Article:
In the meantime, how do we change this reductive and debunked view of rape in our society? How do we—as Masculists or Feminists or just plain people—change the terrible ways in which rape is defined?
I knew a teenage girl who refused to believe men were capable of being raped by a woman. When I told her the stories about Mary Kay Letourneau, Debra Lafave, and certain Zimbabwean women who even went as far as to steal semen in addition to gang-raping men. She said to me, “that doesn’t count.”
I’ve known grown men who are more likely to believe in UFOs or Bigfoot than some woman who says she was raped. (For the record: UFOs and Bigfoot are real.) They laugh at these women’s stories and slap each others’ backs while calling themselves “good Christian folk”.
Unlike almost any other crime, rape is one in which our private notions of gender, sexuality, and personal responsibility become politicized to the point of oppression. Because of the overwhelming stigmas projected upon rape victims, there are no accurate numbers to describe them. We can only hazard a guess at the sheer amount of Americans who’ve been raped in their lifetime. These uncounted survivors are true subalterns in every sense of the word.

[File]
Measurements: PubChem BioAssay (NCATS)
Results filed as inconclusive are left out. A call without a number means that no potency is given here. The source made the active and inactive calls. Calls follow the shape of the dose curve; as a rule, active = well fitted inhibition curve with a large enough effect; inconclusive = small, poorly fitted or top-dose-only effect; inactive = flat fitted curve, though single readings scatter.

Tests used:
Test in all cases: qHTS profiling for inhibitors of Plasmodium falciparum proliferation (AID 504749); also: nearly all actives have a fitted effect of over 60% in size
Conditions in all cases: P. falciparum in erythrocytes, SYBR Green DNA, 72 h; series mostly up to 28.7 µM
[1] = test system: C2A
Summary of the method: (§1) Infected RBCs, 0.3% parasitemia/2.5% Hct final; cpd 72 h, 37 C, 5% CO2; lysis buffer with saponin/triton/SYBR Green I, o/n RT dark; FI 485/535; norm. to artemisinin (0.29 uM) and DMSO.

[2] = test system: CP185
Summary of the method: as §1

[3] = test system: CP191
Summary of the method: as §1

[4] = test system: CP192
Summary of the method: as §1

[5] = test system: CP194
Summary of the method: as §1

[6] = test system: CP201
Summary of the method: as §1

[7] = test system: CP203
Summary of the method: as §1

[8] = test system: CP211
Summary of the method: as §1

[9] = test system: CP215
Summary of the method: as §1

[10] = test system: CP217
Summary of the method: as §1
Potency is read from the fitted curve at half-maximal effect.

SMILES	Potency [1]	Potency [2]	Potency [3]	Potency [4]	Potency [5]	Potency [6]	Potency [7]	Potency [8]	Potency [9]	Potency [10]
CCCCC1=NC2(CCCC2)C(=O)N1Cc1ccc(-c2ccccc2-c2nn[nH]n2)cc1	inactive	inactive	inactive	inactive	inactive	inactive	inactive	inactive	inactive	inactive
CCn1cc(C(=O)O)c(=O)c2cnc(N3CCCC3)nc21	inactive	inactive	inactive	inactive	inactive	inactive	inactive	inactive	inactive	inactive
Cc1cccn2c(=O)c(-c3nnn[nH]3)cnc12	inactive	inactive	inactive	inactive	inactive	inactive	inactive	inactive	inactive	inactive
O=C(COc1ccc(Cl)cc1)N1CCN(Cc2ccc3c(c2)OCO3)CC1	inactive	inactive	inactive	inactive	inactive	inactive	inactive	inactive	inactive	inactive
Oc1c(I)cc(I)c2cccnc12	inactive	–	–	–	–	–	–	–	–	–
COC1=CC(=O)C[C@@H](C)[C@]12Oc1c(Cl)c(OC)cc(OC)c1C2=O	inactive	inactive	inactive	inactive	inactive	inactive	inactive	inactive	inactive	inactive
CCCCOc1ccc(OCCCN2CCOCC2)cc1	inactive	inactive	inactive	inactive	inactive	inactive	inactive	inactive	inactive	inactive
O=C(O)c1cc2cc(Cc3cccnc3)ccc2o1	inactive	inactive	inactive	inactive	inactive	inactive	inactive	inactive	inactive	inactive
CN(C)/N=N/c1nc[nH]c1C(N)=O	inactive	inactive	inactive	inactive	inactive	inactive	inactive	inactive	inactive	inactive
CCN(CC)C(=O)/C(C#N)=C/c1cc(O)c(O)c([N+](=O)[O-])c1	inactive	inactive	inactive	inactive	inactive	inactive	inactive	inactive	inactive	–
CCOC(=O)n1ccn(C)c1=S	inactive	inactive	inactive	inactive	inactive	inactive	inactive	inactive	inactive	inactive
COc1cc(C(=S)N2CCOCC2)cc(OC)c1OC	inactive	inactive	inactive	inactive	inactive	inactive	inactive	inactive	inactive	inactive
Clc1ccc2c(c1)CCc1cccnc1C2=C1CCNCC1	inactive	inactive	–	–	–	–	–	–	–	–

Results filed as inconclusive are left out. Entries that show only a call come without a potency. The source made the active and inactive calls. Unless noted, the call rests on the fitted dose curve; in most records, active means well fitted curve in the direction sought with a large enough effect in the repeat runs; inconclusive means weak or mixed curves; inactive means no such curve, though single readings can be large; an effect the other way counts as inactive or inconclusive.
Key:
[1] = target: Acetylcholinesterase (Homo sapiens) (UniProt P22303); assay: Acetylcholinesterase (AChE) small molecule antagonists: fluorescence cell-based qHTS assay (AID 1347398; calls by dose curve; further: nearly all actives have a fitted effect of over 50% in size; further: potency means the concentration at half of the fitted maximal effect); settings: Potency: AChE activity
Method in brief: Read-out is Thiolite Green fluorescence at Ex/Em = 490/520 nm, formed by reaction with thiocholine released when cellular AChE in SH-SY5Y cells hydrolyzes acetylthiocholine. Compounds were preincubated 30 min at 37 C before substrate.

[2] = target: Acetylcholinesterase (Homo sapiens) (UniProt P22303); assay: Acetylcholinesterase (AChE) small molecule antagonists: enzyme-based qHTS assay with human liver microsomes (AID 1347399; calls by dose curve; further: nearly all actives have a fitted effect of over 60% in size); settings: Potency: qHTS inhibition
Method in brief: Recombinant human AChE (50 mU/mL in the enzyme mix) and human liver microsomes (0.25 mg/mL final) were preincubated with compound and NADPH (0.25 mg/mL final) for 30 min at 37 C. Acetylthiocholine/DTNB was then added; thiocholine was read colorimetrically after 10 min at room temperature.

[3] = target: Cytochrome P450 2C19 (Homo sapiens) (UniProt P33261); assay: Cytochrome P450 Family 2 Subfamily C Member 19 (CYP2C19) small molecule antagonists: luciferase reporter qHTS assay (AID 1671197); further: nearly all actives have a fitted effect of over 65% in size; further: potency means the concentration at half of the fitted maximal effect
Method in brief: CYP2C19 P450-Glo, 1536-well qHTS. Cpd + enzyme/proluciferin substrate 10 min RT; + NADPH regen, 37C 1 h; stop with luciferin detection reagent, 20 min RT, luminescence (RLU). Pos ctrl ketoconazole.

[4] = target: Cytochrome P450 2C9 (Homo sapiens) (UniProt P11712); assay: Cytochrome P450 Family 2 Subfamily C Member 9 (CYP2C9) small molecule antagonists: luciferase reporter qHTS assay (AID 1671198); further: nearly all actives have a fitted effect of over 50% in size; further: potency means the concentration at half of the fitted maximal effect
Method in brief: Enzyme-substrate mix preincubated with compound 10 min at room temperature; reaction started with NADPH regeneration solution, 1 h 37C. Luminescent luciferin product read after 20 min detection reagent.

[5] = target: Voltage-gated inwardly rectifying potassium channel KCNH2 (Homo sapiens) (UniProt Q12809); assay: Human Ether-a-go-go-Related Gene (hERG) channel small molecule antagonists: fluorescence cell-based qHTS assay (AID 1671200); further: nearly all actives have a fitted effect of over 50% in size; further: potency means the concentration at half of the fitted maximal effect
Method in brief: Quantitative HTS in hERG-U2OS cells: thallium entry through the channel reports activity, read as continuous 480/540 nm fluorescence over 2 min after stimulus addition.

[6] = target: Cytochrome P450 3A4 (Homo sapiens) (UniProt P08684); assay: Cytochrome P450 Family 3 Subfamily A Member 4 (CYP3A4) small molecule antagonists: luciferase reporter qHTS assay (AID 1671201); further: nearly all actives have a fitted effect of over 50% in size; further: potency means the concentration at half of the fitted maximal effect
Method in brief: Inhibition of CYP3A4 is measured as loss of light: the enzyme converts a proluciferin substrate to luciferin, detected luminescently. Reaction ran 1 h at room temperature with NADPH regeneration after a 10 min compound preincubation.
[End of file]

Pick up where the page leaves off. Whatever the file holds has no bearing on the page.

For male victims, it’s like living a double-life, with no resources, no recognition, and no support from the greater whole of American society. Rape-activists regularly discredit men who say they’ve been raped by women, in addition to societal jokes designed to emasculate and shame which results in ultimately silencing these already oppressed men. These factors result in the smallest fraction of male victims coming forward to talk about their experiences, which paradoxically results in greater ignorance supporting the stereotype that men cannot be raped, are not raped, and let’s move on to talking about women shall we? Such actions are ironic among Feminist rape-activists, who passionately protest them in what’s called American “rape culture”.
For the survivor of Pena’s “predatory sexual assault”, society is only just beginning to recognize the further unnecessary suffering she was put through after having already survived rape. For male victims, the road ahead seems far bleaker and uncertain. But you don’t need a dictionary to know this: we need to redefine rape. As Masculists, we have a responsibility to our brothers and our sisters to prevent occurrences like in the offense of Michael Pena from happening to anyone.
So write your congressional representative. Write the President. Write to your local politicians. Write to your local police station. Write to your local newspaper. Write to rape-activist groups in your area. Start petitions. Make flyers. Form a support group. Do whatever you can, because each small pebble placed will eventually build a bridge across this precipice.